What you should know: Philosophy
Paul Gray, professor of philosophy
Philosophy is universal and inescapable.
Everyone has a philosophy. Everyone has views about reality, truth, right and wrong, happiness, etc. The question is, is this philosophy plausible, is it true, is it defensible … or is it merely the set of beliefs that one has inherited from one’s culture, from one’s parents, from one’s peers, and so on? There are those who deny that philosophy is necessary or even desirable. That is their … philosophy! Notice: they have not escaped philosophy.
Ultimately, philosophy is wisdom or enlightenment.
Without wisdom, without enlightenment about life’s most important questions, one’s life is lacking in defensible direction and authentic purpose and meaning. Yet very many people falsely believe that their life is on the right track. But the right track is one that conforms to the facts about this world, that is guided by the best available evidence, that respects and is guided by the wisdom grounded in a rational and defensible philosophy.
Philosophy teaches that skepticism is often of more value than belief.
Critical thinking about such important subjects as right and wrong, happiness, meaning, religion, politics, science, etc., is at the heart of philosophy. Socrates famously and wisely said, “The unexamined life is not worth living.” Yet many people do not seriously examine or criticize their cultural beliefs, including their ethical, political, and religious beliefs. They often lead unenlightened lives, resulting in ignorant and indefensible views. This conflicted, confused, and war-filled world is one of the results.
Philosophy begins with a hero—a great person–and is full of such persons.
A great deal, though not all, of philosophy is the history of philosophy. That history is filled with outstanding people, such as Socrates, the father of philosophy, his student Plato, Aristotle, Epicurus, Descartes, Spinoza, Hume, Kant, Hegel, Mill, Marx, Nietzsche, Einstein, Dewey, Sartre, Russell, and many others. The study of their lives and their great books is central to philosophy.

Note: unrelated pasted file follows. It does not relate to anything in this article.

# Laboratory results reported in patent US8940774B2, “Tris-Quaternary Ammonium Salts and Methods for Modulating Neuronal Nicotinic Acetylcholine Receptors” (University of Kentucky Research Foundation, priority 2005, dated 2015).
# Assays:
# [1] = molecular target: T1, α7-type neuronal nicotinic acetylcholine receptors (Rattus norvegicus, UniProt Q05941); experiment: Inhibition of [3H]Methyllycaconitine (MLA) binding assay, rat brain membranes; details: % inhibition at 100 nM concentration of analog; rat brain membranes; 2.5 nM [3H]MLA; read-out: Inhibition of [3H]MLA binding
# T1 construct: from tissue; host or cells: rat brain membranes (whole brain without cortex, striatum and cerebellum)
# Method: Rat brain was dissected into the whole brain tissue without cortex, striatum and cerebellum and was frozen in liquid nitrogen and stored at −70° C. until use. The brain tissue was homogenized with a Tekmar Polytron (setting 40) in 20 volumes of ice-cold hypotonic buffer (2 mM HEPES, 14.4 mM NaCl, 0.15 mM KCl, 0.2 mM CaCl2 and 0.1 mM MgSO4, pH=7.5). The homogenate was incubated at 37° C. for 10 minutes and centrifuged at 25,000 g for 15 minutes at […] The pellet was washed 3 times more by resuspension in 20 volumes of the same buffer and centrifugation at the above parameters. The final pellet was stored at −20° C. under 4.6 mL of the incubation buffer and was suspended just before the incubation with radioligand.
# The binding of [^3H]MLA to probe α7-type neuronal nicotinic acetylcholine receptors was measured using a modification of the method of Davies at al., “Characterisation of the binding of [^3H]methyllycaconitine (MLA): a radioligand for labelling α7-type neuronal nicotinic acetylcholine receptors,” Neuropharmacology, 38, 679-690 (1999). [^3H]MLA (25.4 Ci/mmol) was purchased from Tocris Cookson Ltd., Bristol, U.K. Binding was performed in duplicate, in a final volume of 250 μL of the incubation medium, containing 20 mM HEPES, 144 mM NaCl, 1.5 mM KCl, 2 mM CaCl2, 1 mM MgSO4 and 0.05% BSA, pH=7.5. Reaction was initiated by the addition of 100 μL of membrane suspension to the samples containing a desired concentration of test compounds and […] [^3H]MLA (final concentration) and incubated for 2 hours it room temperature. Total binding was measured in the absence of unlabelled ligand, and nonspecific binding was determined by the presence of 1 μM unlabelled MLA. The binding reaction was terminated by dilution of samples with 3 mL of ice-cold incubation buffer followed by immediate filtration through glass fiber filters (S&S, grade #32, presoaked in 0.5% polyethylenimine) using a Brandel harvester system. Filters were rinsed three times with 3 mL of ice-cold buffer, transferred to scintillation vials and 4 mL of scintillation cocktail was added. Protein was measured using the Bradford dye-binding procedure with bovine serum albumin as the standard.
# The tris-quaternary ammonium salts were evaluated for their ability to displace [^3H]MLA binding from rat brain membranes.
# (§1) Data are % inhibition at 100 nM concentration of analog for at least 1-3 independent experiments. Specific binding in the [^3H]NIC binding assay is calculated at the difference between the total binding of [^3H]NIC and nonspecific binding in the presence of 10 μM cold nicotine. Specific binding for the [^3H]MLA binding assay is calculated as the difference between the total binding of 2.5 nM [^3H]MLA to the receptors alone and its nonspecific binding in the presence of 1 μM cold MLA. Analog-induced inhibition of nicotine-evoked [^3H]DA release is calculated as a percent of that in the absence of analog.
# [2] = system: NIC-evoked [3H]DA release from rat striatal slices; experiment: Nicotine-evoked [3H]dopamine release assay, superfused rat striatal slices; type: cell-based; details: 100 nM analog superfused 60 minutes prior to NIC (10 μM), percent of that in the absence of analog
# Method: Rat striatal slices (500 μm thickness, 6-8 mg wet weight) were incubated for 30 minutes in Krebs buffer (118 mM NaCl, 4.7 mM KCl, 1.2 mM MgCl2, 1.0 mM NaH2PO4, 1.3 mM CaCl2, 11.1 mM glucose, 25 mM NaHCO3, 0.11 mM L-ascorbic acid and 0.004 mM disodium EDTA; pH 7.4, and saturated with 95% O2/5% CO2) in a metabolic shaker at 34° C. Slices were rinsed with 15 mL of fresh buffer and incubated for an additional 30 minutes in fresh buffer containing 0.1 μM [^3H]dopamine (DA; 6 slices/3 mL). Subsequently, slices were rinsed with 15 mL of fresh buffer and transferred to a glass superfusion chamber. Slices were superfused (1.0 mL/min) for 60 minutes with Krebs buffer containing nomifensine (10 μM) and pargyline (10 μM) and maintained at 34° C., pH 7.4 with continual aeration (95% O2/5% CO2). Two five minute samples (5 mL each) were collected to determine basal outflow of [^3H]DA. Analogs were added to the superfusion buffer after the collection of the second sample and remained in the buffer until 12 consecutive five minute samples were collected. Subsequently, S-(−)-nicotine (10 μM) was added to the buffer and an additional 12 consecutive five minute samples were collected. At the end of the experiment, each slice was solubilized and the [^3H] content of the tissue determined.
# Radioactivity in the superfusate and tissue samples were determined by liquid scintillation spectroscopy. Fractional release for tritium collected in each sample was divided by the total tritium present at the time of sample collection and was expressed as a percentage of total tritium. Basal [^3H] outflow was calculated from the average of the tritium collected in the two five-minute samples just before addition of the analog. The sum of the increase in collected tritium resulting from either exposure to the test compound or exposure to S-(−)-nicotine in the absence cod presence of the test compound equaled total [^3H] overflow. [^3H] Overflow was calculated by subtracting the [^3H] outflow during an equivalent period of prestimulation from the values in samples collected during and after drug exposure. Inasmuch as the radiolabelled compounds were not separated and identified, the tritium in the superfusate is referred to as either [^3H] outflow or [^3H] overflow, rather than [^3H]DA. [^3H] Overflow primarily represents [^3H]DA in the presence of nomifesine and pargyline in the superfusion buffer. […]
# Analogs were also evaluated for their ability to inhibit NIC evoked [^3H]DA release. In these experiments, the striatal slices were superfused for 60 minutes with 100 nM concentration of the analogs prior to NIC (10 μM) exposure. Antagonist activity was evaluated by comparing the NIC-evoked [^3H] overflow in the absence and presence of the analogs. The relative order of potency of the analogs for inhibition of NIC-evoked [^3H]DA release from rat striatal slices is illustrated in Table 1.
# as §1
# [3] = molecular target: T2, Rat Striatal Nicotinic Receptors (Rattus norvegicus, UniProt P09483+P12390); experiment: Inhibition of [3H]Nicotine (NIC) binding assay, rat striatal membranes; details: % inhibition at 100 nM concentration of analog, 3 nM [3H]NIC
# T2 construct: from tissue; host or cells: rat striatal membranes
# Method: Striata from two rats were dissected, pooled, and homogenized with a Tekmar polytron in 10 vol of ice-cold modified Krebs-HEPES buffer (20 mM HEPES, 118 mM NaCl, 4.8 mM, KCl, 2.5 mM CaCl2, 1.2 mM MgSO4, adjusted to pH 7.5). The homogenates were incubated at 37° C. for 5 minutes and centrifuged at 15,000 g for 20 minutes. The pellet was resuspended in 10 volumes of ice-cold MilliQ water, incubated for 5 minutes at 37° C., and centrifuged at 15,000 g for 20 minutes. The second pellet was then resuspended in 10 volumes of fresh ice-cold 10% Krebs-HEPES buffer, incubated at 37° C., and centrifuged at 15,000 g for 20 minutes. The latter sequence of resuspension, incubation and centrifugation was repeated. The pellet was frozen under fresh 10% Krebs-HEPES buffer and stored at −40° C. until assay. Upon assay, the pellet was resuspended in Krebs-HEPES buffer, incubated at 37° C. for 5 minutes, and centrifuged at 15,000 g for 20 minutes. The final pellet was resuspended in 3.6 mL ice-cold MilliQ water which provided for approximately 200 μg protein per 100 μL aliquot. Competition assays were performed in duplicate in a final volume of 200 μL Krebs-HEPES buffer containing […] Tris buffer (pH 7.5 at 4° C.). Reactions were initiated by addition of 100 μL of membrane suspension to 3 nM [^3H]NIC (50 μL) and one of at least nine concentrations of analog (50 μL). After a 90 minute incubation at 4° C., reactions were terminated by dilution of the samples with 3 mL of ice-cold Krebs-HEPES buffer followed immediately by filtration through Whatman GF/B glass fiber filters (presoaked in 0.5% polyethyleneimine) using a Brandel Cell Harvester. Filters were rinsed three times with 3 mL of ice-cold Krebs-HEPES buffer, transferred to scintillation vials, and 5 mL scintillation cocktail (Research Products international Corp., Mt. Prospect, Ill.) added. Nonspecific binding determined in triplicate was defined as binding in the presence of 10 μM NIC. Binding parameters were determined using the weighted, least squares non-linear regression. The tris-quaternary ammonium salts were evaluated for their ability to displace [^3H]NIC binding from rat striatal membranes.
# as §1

Philosophy leads to “salvation” and to happiness.
Many believe that “salvation” and happiness is something gifted to them. But the truth is we save ourselves. By being skeptical, by questioning what we have been taught or told, by critically examining and thinking for ourselves, we discover the truth and we create the meaning of our lives. True happiness comes from living critically-examined, self-chosen, authentic lives. It certainly does not come from simply and mindlessly absorbing the beliefs of one’s country, or parents, or priest or pastor, or even of one’s teachers. The great German philosopher Immanuel Kant correctly stated that the essence of enlightenment is captured by the following motto, “Have courage to use your own reason.” The motto of philosophy could be the same. The likely result is “salvation” … and happiness.